Thailand’s lower Consumer Price Index (CPI) weakens Baht further despite recent gain in bonds
Thailand’s inflation remained in a lower range in June, growing 2.25% YoY from the previous 2.27% in May. Lowering inflation plays one of the key benchmarks among the different types of assets in Thailand, adding confusion for investors if they use similar models compared to investing in other ASEAN countries.Source: Bloomberg, FXPRIMUS Click the image to enlarge
The Stock Exchange of Thailand (SET) index followed the Morgan Stanley Capital International (MSCI) Asia ex-Japan index closely since the middle of March. This means domestic economic releases may continue contributing the LEAST impact to equities pricing, due to the “Federal Reserve’s (Fed) Quantitative Easing (QE) Tapering” dominating the entire Asian sentiment, and besides the Chinese banking sector’s liquidity conditions.Source: Bloomberg, FXPRIMUS Click the image to enlarge
Worries should continue until the end of the year unless fundamentals change in the U.S. or Euro Zone. However, I think the chance for those changes to appear aggressively could be relatively low. Portugal’s recent 10-year yield’s surge failed, bringing turmoil in the currency bloc again, and the latest rebound of Automatic Data Processing (ADP) payroll data suggests that recovery in the U.S. market continues on track. Having said that, the word “adjustment” which Ben Bernanke used in June’s Federal Open Market Committee (FOMC) meeting could be read more as “tapering” instead of adding stimulus. Hence, the Baht has barriers to edge higher against the Greenback.
Sovereign bonds in Thailand, with the upside inflation risk eased according to the latest few readings, outperformed other sovereign bonds, such as in Indonesia and the Philippines, as subdued inflation still allows local officials to act further if needed.Source: Bloomberg Click the image to enlarge
Yesterday, the consumer confidence index in Thailand fell to 81.6 in June from 82.5 in May, as the Finance Minister lowered the growth target in 2013 on concern for a possible delay in infrastructure projects.Source: Bloomberg Click the image to enlarge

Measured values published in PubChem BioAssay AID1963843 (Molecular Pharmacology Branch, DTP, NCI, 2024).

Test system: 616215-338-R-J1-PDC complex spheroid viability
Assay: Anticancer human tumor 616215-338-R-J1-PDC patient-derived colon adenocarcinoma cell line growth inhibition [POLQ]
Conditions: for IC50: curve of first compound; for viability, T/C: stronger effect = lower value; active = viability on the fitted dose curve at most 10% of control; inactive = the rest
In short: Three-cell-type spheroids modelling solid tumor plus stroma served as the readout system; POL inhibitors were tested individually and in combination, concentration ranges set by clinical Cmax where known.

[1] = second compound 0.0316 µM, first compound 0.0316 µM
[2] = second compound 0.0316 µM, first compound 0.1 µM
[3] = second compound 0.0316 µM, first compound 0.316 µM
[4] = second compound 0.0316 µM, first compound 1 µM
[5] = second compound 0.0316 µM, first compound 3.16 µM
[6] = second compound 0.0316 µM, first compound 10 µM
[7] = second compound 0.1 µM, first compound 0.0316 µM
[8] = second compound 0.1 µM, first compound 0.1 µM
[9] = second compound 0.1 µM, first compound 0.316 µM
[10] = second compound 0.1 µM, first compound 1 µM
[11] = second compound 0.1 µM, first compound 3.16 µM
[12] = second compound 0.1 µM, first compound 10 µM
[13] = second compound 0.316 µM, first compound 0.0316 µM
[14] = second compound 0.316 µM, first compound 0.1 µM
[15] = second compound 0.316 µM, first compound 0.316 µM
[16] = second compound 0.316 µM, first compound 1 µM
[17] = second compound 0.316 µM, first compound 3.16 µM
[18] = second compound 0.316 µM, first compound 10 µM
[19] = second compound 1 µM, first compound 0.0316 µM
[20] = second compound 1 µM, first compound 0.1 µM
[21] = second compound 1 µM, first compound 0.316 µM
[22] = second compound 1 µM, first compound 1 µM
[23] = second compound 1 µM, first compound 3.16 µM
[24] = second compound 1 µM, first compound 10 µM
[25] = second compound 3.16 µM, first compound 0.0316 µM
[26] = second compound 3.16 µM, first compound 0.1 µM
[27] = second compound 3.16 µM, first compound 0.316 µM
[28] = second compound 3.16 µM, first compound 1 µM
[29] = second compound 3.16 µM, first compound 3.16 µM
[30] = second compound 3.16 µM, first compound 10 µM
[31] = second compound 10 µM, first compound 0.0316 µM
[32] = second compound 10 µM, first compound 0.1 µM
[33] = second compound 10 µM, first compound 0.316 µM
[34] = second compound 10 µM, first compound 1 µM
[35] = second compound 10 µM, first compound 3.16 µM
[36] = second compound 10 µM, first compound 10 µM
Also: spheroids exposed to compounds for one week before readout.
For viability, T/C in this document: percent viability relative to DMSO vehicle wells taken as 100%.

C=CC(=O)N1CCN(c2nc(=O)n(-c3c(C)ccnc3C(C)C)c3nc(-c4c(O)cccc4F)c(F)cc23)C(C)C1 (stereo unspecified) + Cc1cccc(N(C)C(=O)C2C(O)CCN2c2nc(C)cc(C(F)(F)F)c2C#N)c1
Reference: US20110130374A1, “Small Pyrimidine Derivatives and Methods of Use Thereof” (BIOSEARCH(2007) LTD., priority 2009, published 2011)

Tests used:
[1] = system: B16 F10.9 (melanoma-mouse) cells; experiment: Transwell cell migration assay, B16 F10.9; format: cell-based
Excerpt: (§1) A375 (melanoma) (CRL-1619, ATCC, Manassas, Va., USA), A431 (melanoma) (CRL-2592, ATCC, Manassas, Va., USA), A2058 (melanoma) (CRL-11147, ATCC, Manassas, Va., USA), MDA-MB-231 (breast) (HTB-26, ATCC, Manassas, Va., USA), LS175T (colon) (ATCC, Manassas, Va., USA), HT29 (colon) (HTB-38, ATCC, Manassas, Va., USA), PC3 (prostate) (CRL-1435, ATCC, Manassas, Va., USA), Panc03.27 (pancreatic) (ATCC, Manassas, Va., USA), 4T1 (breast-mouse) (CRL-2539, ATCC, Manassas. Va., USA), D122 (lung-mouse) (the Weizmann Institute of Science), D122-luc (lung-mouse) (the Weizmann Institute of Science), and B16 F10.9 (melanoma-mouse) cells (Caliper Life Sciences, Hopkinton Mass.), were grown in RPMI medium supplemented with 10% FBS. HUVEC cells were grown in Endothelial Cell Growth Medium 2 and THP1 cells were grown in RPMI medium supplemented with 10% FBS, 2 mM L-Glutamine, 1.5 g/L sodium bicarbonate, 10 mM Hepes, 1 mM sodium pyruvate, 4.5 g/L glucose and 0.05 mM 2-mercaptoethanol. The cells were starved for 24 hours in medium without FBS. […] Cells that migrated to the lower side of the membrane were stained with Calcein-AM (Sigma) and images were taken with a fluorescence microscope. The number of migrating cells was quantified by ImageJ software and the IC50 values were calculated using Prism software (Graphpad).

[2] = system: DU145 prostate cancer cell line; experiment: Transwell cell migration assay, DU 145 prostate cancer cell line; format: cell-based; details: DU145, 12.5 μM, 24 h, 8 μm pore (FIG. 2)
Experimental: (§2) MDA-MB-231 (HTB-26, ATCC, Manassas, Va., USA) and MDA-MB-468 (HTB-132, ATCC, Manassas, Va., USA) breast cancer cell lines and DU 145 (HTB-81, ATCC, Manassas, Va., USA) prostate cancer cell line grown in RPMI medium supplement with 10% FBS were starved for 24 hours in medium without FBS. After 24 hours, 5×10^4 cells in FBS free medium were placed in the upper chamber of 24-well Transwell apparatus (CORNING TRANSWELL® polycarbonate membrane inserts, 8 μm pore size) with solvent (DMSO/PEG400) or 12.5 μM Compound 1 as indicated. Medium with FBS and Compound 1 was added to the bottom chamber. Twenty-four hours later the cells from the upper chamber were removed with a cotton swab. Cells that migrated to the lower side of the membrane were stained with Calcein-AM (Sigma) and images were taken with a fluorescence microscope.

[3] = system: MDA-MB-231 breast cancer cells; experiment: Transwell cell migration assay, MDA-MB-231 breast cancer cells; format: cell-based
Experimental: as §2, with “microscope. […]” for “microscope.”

Is Gold’s honeymoon over? Looking at the Aussie
Besides the Dollar Index having a close negative correlation with the U.S. Dollar, I also noticed that Gold had an extremely strong correlation with the Aussie Dollar in the past six months. Hence, the expected “Aussie bear” might suggest a continuous downward momentum for the Gold price.Source: Bloomberg, FXPRIMUS Click the image to enlarge
As one of the major gold mining countries, Australia’s producers suffered tremendously on the price of Gold dropping. According to the total 200 gold miners under the Australian Securities Exchange (ASE), average return was down 45% since the beginning of the year, while the AXS 200 still managed to edge 1.5% higher. Mining sectors suffering on the lower material pricing always provided more room for the Reserve Bank of Australia (RBA) to further ease monetary policy. If Gold and the Aussie move in tandem with the theory applied, I continue seeing further downside risk for Gold.Source: Bloomberg, FXPRIMUS Click the image to enlarge
Another factor not to be ignored, largely impacting the commodities price as well as the Aussie, is China’s growth. One of the biggest credit squeezes in June could put the country at risk to miss the government’s annual target at 7.5%. Government targets usually serve as the “bottom line.”
Despite the People’s Bank of China’s (PBOC) statement, further bailout will be available but conditions will apply. The new government’s determination to reform looks strong at the moment and aims to build a strong reputation and credibility. Hence, I continue seeing more downside risk for the Aussie due to its high correlation with the Chinese economy.
Previous Daily Market Report: ASEAN Market Review for 21 June 2013: Special Edition – Thailand’s Economic Outlook